network shouldn't be designed to use the civilian telecoms network -
if the brigade is deployed to an area without that infrastructure.  This
isn't to say that the military will put up their own phone lines and
use the Internet - but for dedicated operational command and control in
tactical environment, they MUST have hardened systems that are easier to
defend from external penetration.  So of course their enemies will want
crack into them.

You are absolutely correct about the ability to cripple a nation without
getting at it's military comms. systems - but that isn't what I meant. 
was talking about a more limited tactical situation
level) rather than the whole nation-to-nation strategeic thing...
Destroying a nation's economy is like declaring a nuke war - you gotta
really sure you are going to win, 'cause it's total war from then on.
Going after a local area data network would be part of the tactical
operations of a high-tech military - and would not be seen as the kind
"escalation" of the conflict that taking out a stock market would... 
new strategic stalemate would be MAED rather than MAD - Mutually Assured
Economic Destruction...

>No, I think in the future a general hardening of the infrastructure
will be
>needed. Unfortunately, governments have to realize for this to happen
>companies and individuals need strong crypto. I fear it will take a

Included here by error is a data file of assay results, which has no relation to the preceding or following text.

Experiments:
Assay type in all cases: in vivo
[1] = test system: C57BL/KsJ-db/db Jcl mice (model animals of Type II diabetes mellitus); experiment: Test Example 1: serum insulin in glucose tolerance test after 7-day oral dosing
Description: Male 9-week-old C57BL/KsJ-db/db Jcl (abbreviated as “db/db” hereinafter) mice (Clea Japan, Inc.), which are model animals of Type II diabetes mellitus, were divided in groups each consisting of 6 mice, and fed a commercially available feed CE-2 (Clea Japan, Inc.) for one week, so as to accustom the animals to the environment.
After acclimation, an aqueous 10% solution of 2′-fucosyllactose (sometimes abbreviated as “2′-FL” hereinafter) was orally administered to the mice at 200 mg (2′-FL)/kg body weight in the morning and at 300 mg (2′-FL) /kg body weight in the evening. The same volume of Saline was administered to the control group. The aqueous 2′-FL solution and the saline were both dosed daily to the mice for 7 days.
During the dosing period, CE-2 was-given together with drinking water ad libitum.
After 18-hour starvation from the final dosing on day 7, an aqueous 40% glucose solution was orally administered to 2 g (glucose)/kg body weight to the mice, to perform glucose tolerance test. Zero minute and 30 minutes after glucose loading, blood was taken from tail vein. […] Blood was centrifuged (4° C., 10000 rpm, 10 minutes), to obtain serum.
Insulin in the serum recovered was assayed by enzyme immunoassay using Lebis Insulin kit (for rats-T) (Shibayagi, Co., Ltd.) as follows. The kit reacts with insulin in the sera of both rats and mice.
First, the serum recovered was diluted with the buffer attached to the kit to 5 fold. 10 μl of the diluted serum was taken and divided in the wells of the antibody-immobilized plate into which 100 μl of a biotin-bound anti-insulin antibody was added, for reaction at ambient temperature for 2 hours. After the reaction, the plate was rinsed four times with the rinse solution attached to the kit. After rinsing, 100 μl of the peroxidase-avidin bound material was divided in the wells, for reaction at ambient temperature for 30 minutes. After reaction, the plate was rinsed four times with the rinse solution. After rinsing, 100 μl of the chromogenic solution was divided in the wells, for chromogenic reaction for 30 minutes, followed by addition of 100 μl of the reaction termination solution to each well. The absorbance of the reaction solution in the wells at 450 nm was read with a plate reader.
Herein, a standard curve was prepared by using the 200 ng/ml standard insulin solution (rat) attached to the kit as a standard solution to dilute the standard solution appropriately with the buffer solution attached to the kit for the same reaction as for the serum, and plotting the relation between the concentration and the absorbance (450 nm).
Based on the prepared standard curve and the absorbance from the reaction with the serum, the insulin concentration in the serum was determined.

failure on
>a massive scale for this to become obvious...


>>I could see a "commando" type unit raiding one of these commo points
>>break into their network.  It would make an interesting scenario in a
>>campaign game, at the very least.  If you succeed in getting your
>>"specialists" into a comms bunker, the enemy force suffers in the next
>>couple of games from poor command-and-control - all kinds of game
>>you could use...
>Hmmm. I see this as too easy to cut off. If I knew my comms bunker was
>to fall, I'd just cut that node off the network. Stop taking anything
>I suspect that this would be a small, special forces operation (or an
>intelligence op) ala Cyberpunk-like activities. I don't see this being
>overt militarty operation on the scale used in SG2.
>I personally think that Infowar will be so different from conventional